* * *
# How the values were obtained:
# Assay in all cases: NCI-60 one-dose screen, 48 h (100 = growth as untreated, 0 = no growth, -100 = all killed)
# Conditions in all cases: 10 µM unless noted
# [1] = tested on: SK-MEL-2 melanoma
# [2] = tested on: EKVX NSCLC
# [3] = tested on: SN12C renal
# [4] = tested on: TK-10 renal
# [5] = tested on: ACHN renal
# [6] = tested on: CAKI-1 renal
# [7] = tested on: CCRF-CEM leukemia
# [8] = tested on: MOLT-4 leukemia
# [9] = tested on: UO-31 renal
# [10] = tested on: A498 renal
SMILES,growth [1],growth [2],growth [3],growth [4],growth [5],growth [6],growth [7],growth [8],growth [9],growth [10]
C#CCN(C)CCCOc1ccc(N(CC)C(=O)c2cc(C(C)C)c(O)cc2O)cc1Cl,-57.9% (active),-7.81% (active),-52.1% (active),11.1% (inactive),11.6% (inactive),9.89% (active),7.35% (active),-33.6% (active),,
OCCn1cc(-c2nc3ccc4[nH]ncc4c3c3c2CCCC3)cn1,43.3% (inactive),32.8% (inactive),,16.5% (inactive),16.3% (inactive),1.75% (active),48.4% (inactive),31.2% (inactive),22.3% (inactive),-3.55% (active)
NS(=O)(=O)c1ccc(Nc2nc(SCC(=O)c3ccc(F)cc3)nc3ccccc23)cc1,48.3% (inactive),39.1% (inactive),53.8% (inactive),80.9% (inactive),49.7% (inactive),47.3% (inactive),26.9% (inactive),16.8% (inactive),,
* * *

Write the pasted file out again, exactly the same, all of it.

# How the values were obtained:
# Assay in all cases: NCI-60 one-dose screen, 48 h (100 = growth as untreated, 0 = no growth, -100 = all killed)
# Conditions in all cases: 10 µM unless noted
# [1] = tested on: SK-MEL-2 melanoma
# [2] = tested on: EKVX NSCLC
# [3] = tested on: SN12C renal
# [4] = tested on: TK-10 renal
# [5] = tested on: ACHN renal
# [6] = tested on: CAKI-1 renal
# [7] = tested on: CCRF-CEM leukemia
# [8] = tested on: MOLT-4 leukemia
# [9] = tested on: UO-31 renal
# [10] = tested on: A498 renal
SMILES,growth [1],growth [2],growth [3],growth [4],growth [5],growth [6],growth [7],growth [8],growth [9],growth [10]
C#CCN(C)CCCOc1ccc(N(CC)C(=O)c2cc(C(C)C)c(O)cc2O)cc1Cl,-57.9% (active),-7.81% (active),-52.1% (active),11.1% (inactive),11.6% (inactive),9.89% (active),7.35% (active),-33.6% (active),,
OCCn1cc(-c2nc3ccc4[nH]ncc4c3c3c2CCCC3)cn1,43.3% (inactive),32.8% (inactive),,16.5% (inactive),16.3% (inactive),1.75% (active),48.4% (inactive),31.2% (inactive),22.3% (inactive),-3.55% (active)
NS(=O)(=O)c1ccc(Nc2nc(SCC(=O)c3ccc(F)cc3)nc3ccccc23)cc1,48.3% (inactive),39.1% (inactive),53.8% (inactive),80.9% (inactive),49.7% (inactive),47.3% (inactive),26.9% (inactive),16.8% (inactive),,